The FALSE DISCOVERY RATE and the FDR plot are new to me.

I grew up on JMP 4 thru 8 mostly, now have 11. And I am engineer, not statistician. We also graph the data and share it with design and test engineers for starters...but management always asked for sorted p value tables as well for QA purposes in case design and test engineer miss important shifts TO THE CUSTOMER that was not known when datasheets were released and products were qualified. So we keep the raw data until 7th year of new product release, ten archive it in QA.

Lately clients include design centers that use foundries to make chips, and have little input on process details such as PM times, tool to tool matching issues, etc...except that they see variability in yield per lot. That triggers screening DOE's using "likely suspects" based on fail bin codes and parametric shifts, and foundries help run the experiments and share in the results..without simply dumping all their factory data into our DB for all products. Normally the Y by X plots and Dunnett tests show clearly the stongest signals and then replicates confirm the solution. But since DOE has to be replicated one batch at a time for the final process change qualifications, this new FDR approach may become useful as we learn to use it.

Thanks, the two of you showed us fast way to give mgmt what it requested, and possibly more robust solution long term.

By the way, datasheet spec limits can be wrong for new applications which get surprised when key parameters shift by several sigma within an 8 sigma tolerance window. So documenting raw data shifts graphically is important. And those case studies are archived with each set of product test specs and process flow specs for many years.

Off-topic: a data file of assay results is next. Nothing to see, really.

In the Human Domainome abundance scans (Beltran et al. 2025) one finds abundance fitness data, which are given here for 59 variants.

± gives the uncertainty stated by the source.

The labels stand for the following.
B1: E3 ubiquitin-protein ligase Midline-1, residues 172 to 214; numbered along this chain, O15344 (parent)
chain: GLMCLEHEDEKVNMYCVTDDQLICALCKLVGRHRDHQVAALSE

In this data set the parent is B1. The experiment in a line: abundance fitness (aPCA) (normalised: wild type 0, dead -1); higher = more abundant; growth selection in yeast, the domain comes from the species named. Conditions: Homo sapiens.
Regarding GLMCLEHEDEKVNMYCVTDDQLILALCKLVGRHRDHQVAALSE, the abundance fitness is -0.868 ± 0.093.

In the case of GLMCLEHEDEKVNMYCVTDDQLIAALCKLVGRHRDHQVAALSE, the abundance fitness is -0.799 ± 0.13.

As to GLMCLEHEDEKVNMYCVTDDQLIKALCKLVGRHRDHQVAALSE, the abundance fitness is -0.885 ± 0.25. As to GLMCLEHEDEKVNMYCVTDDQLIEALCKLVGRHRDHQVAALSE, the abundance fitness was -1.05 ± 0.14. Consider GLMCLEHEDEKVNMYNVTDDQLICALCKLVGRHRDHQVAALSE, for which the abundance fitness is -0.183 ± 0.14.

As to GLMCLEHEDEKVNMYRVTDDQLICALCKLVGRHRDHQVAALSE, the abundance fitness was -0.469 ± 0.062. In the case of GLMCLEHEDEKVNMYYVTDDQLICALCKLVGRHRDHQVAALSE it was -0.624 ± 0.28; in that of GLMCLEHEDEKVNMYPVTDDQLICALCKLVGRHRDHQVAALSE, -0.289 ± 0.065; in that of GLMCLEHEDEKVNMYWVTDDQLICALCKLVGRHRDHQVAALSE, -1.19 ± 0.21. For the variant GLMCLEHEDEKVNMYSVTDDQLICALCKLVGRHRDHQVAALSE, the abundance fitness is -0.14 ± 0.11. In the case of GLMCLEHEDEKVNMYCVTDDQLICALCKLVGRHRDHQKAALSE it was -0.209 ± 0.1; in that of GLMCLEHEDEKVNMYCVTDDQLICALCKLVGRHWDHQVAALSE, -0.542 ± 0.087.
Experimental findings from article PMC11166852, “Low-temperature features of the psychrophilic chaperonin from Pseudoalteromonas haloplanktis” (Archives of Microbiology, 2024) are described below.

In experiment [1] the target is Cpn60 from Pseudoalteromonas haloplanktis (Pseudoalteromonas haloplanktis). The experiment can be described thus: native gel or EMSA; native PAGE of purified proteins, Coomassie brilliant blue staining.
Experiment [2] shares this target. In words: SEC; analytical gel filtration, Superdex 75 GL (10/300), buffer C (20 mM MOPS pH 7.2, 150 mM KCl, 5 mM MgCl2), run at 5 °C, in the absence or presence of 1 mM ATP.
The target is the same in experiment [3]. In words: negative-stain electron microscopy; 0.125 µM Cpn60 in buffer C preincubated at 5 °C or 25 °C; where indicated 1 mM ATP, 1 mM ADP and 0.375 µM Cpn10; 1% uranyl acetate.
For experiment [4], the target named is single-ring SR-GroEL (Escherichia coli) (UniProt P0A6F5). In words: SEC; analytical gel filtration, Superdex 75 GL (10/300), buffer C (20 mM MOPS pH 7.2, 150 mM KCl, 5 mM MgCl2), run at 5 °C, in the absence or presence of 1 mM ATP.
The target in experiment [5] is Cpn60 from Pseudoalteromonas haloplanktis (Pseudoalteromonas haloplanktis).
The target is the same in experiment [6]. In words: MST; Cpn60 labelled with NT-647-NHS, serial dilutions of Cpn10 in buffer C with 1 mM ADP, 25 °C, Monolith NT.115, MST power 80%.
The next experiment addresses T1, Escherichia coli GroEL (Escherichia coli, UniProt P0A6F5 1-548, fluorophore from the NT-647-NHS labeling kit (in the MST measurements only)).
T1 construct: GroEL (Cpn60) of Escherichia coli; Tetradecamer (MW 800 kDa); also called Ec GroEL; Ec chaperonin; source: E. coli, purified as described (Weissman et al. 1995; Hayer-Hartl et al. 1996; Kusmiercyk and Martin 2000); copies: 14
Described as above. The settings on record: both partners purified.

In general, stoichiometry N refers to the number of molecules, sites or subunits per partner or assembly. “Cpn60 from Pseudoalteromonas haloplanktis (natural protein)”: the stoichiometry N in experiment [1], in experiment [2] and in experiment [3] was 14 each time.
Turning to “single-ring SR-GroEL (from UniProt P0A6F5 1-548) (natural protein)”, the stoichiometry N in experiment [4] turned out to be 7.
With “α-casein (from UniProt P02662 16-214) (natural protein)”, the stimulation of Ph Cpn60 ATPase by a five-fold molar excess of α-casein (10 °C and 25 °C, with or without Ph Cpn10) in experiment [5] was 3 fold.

(Ford Motor taught us that years ago at Motorola.) GM is just catching up on those kinds of "small details."

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May 29, 2014 3:02 PM
(1701 views)

You can do it in script also in straightforward way.

Here is how I do it:

// This first block here makes a report based on the the oneway chart (called here obj)

// Then it extracts table box # 4 which it then makes into a data table.

obj_r= obj << **report**;

tb= obj_r**[**Table Box**(4)]**;

tb2 = tb << **Make Into Data Table**;

// Once it's a data table, you can extract the specific p-values you want, or

// just get them all. What I've done below just gets them all:

**Column(3)** << **Set Name(**"pv"**)**; // I'm changing the name of the column (see note below)

pcol = Column**(3)**; // the column that has the p values

gcol = Column**(1)**; // the column that has the "Levels", which I'm calling the group

pval = pcol << **GetAsMatrix**; // vector of p-values (one for each group)

gval = gcol << **GetAsMatrix**; // vector of groups (one for each group)

Note: regarding the name change of the p-value column to pv, I did that jsut to get the hyphen out of there because the hyphen can get in the way. For example if I go looking for a specific p-value by looping on the rows of the table, JMP seems to not like this construction: ":p-value*" so I just changed the name to pval so I can just access ":pv which it performs without incident.*